Spotlight on Economics: The value of USDA reports

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The recent U.S. government shutdown stopped the flow of information that normally is available from the U.S. Department of Agriculture (USDA). The lack of regular USDA information impacted the behavior of agricultural markets and its participants. Fortunately, the government shutdown only lasted for a short time, but it was long enough for most cash and futures market traders to realize how dependent our marketing system is on the regular flow of independent information.

The USDA market information and outlook forecasts make an easy target for marketing analysts and farmers because they often question and sometimes criticize the information contained in key reports. However, we often do not think about what might happen if this information was not available “free of charge” to the general public. In reality, no information is free, and there are significant tax dollars spent every year to collect the data, analyze figures and report findings. However, these costs are paid for by all U.S. taxpayers, not just those who directly use and benefit from the information.

Why does the USDA spend so much time, effort and money to prepare publically available information? The simple answer is that the USDA is there to help the people who buy and sell agricultural products, such as input suppliers, farmers, grain elevators, food processors, exporters and importers, make more informed decisions and help agricultural markets operate more efficiently.

It is commonly recognized that information has value. If one trader has timelier or more accurate information than other traders, the individual with better information can use it to his or her advantage. For example, if a corn exporter knows that corn yields across the U.S. are higher than is believed by corn importers, the exporter potentially can sell corn for a higher price than if everyone had the same information. The exporter would benefit from the more accurate information if a sale were made. However, what happens if the importer does not buy any corn because the price is too high to be competitive? The shared benefit from the trade would not take place because of inaccurate information and an export sale would be lost.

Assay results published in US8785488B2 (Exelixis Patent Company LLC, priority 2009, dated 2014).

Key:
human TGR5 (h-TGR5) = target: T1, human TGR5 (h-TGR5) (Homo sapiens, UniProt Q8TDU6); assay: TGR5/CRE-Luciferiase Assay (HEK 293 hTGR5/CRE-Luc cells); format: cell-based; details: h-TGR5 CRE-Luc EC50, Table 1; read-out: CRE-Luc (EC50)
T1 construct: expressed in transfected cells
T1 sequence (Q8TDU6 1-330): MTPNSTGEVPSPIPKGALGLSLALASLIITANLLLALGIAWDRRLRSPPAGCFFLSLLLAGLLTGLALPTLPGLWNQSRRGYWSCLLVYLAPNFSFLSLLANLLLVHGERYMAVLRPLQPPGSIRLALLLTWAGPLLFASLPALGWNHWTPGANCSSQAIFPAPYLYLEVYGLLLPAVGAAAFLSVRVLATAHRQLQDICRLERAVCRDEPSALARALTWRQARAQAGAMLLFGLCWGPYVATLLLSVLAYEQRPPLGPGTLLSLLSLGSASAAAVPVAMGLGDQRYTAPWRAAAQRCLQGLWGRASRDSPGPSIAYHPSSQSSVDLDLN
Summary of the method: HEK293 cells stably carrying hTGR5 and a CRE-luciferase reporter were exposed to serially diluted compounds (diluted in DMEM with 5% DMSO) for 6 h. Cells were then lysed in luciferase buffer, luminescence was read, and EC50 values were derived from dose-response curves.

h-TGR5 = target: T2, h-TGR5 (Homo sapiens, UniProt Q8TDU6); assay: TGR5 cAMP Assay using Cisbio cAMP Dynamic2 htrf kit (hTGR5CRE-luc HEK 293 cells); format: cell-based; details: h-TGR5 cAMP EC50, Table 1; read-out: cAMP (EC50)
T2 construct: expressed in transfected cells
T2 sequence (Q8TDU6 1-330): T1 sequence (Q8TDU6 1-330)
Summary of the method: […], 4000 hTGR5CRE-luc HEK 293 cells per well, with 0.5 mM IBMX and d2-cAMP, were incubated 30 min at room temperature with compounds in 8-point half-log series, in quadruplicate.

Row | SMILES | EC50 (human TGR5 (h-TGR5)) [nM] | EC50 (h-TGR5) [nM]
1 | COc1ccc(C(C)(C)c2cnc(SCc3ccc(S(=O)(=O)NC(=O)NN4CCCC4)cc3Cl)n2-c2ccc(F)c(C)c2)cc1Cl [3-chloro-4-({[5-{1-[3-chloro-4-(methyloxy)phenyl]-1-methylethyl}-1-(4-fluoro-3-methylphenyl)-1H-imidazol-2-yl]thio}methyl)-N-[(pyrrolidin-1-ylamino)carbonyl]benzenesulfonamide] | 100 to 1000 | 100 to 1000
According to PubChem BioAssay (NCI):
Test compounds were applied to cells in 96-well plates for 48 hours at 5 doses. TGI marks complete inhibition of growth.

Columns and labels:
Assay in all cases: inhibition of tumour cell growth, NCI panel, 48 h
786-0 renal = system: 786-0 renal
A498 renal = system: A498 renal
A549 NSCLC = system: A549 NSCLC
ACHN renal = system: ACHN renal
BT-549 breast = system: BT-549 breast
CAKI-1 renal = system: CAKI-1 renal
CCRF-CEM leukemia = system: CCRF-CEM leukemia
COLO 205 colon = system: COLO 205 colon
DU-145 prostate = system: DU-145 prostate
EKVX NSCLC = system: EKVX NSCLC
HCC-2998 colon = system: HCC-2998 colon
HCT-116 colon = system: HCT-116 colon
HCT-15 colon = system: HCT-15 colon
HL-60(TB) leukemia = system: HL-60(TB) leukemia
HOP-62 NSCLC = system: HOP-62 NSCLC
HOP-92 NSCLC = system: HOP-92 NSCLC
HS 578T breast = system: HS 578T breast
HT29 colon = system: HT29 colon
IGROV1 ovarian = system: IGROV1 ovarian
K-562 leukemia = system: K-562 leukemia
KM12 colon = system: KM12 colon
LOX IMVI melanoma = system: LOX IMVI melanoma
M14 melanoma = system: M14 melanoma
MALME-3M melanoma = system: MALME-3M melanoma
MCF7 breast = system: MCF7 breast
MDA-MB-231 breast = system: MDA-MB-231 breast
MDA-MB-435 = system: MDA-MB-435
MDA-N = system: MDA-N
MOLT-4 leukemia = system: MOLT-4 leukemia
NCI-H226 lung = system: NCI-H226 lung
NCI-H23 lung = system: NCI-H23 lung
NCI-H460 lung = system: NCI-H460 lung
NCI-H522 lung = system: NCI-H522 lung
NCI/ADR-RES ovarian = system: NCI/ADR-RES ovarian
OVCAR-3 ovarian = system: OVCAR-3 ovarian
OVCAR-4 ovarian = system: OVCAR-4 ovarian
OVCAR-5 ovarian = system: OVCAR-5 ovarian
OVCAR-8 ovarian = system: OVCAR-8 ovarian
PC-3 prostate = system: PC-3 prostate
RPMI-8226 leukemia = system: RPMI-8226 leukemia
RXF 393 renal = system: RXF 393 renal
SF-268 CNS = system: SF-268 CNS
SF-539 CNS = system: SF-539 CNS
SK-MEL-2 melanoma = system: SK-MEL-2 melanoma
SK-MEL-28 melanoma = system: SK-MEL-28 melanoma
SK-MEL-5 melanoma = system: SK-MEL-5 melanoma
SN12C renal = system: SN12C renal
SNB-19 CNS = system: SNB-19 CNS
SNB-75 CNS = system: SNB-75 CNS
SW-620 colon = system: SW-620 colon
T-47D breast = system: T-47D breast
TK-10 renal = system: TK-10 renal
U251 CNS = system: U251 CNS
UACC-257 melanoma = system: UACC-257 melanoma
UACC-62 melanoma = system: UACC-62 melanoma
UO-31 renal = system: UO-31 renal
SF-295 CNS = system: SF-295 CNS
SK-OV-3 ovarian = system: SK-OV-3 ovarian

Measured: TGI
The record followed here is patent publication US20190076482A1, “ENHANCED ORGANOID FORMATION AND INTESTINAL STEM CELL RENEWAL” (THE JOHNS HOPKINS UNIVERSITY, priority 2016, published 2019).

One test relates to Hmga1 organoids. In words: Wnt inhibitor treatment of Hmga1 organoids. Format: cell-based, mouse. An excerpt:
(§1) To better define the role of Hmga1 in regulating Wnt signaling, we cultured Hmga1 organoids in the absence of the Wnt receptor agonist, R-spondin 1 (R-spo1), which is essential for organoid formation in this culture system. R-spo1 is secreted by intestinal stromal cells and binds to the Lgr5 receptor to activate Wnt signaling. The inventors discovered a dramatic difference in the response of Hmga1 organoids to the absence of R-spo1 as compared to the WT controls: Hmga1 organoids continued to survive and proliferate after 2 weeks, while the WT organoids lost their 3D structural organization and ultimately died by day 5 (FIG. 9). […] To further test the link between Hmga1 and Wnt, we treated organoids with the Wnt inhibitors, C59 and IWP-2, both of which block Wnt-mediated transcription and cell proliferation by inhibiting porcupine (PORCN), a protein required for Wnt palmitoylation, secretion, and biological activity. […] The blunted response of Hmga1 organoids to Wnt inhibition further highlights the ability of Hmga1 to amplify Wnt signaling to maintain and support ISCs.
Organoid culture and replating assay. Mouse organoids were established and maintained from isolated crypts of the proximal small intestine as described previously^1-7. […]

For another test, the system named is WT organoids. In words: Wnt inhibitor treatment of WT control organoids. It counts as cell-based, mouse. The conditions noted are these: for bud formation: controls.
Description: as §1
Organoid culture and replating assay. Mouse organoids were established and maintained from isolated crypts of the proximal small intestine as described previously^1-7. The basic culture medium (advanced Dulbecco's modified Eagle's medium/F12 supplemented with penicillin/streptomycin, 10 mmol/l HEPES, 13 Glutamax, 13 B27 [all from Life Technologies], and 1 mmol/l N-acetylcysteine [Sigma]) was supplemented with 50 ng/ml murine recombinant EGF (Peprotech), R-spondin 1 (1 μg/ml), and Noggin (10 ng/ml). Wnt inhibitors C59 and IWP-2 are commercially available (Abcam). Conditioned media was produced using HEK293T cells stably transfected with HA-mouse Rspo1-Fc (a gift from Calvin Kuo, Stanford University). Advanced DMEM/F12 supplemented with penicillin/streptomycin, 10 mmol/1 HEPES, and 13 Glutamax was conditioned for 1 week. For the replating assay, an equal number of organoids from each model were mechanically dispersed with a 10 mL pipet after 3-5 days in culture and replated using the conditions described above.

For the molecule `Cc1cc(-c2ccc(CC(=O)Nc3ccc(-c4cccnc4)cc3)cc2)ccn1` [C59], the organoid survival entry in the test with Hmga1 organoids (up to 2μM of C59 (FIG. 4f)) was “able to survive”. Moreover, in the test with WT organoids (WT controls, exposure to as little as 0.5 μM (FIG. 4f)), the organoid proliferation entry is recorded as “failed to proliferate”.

The weekly Export Sales Report, typically released every Thursday by the USDA Foreign Agricultural Service (FAS), is one of the key reports that were missed during the three-week government shutdown. During this time, exports of major agricultural products continued and the mandatory reporting requirements were met, but none of the export sales data was compiled and released. Importers took advantage of this lack of information to make larger than expected purchases of corn, soybeans and wheat. Typically, prices increase when a large export sale is made and reported by the FAS. However, because there was no public reporting of any export sales during the shutdown, prices did not respond until after the reports became public and everyone became aware of the amount sold. In this case, the importers may have benefited from the information gap.